Reel Healing – Randi Jeddis
We’re back with our March Reel Healing feature. Each month, CfR will highlight a health and wellness volunteer that serves one of our many programs including, psychosocial facilitators, medical facilitators, nutritionists and more. Meet Randi Jeddis a LCSW, who serves Casting for Recovery New Jersey. Read more below about her role at a CfR retreat and how it provides “reel” healing for breast cancer survivors and thrivers.
Tell us a little about yourself and how you became involved with Casting for Recovery.
I have been a licensed clinical social worker for thirty-five years. I have worked in a variety of clinical settings and for the last twenty years my focus has been on my full-time private practice. In 2009 I was diagnosed with triple negative breast cancer and in 2011 after surgery, chemotherapy, and radiation, I attended a CfR retreat in New Jersey. In 2012 I began volunteering as a psych-social facilitator and subsequently became co-program coordinator for the New Jersey program. Additionally, I help vet and train psych-social facilitators for other CfR programs throughout the United States.
As a LCSW who volunteers at CfR retreats, why do you believe the mental health component at the retreat is so beneficial and/or necessary?
Mental health includes our emotional, psychological, and social well-being. It affects how we think, act, feel, and is a determinant in how we relate to others, handle stress, and make choices. A cancer diagnosis impacts a participant in more psychosocial ways than a soul can imagine. As a psych-social facilitator it is my understanding of that, together with all the weekend and nature offer, to help our participants develop additional coping skills and mechanisms. Discussing the psychosocial impact of cancer and creating a safe inclusive environment, allows the participants to focus on healing mind, body, and soul.
What sort of mental health topics do you find participants ask most often about during the retreat?
By the time we arrive at evening circle the participants have spent a solid twenty-four hours eating, talking, learning, and playing together. This sets the stage to have a deeper discussion about the more personal and distressing aspects of their cancer experiences. Topics that frequently come up include anger, family dynamics, sexual concerns, and fear of recurrence. What fills my heart at evening circle is watching the grace, understanding and compassion these initial strangers have for each other as they morph into sisters joining in tears and laughter as they share their stories. My role is to simply hold space, create a safe environment and let the process unfold.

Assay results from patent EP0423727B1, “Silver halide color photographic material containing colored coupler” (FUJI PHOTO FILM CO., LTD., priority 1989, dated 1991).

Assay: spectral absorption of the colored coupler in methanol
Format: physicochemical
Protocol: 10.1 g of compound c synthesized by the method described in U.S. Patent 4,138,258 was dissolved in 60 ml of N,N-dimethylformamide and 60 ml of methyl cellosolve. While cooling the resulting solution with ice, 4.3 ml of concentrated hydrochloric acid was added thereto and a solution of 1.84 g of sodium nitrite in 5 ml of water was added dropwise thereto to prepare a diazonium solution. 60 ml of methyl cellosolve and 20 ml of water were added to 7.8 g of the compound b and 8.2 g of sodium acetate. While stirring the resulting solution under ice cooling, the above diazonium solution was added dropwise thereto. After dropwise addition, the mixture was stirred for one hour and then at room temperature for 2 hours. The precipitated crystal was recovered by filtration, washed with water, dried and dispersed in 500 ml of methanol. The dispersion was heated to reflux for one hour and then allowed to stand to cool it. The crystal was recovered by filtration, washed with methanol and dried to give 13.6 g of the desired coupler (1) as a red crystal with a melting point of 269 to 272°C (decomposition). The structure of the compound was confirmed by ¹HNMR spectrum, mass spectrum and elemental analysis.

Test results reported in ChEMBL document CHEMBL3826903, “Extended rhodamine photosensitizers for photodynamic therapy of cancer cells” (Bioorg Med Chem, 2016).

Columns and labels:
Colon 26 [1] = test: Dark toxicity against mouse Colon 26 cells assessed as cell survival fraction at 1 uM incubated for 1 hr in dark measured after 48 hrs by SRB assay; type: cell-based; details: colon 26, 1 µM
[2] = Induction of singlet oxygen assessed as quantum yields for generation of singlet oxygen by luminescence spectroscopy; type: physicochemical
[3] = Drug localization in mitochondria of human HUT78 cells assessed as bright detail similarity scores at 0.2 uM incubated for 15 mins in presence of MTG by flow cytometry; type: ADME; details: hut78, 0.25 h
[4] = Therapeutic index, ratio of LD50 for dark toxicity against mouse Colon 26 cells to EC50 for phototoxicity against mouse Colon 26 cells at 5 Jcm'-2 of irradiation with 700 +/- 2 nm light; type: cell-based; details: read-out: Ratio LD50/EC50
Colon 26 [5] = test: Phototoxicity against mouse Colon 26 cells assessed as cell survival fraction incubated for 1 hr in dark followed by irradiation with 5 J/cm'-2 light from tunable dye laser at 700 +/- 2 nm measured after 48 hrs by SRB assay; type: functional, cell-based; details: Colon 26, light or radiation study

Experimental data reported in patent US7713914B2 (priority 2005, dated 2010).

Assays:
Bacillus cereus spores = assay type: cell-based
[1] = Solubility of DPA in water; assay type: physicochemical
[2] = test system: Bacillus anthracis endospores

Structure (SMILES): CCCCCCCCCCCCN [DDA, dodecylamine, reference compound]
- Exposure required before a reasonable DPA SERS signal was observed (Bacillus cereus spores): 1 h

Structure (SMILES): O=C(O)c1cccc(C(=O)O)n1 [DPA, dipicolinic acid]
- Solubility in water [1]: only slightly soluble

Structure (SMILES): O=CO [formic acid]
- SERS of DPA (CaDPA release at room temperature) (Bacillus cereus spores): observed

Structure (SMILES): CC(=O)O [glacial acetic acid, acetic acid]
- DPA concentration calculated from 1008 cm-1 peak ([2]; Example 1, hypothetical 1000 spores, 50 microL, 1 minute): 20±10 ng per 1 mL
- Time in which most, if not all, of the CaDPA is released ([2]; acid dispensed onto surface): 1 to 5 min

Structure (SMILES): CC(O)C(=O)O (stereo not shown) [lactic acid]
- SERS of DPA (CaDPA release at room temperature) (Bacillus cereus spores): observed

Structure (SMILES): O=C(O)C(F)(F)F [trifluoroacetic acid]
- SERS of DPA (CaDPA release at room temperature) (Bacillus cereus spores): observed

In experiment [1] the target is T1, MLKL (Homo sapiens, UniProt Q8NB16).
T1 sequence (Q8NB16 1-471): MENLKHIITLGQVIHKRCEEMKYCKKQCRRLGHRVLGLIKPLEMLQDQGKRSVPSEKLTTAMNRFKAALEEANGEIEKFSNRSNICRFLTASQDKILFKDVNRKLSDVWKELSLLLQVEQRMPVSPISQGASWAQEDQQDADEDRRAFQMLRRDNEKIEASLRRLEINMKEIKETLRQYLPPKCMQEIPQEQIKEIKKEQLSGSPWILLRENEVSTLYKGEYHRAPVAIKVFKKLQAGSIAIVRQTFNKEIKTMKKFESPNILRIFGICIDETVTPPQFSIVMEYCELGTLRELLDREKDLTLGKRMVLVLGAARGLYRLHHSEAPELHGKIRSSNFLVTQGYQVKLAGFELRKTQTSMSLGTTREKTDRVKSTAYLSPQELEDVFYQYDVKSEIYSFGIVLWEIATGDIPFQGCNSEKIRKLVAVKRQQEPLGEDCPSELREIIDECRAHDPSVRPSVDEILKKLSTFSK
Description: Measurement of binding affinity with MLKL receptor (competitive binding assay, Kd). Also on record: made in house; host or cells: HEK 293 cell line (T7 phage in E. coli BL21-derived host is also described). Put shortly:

On the whole, why do you refer some of your patients/clients to CfR retreats? Why do you think the retreats are beneficial to women who have experienced breast cancer?
I could write pages as to why I am so comfortable referring clients and any breast cancer survivor to a CfR retreat. CfR is an organization with a clear mission and continual focus on best practices in serving breast cancer survivors. This translates into providing retreats that are safe spaces for women to be able to STOP, take a breath, make new friends, and for some, experience a support group for the first time. Pair that with nature and the relaxation that fly fishing brings, and it is no surprise why 100% of attendees would recommend the program. That together with my own CfR experience satisfies my standards both as a clinician and a breast cancer survivor.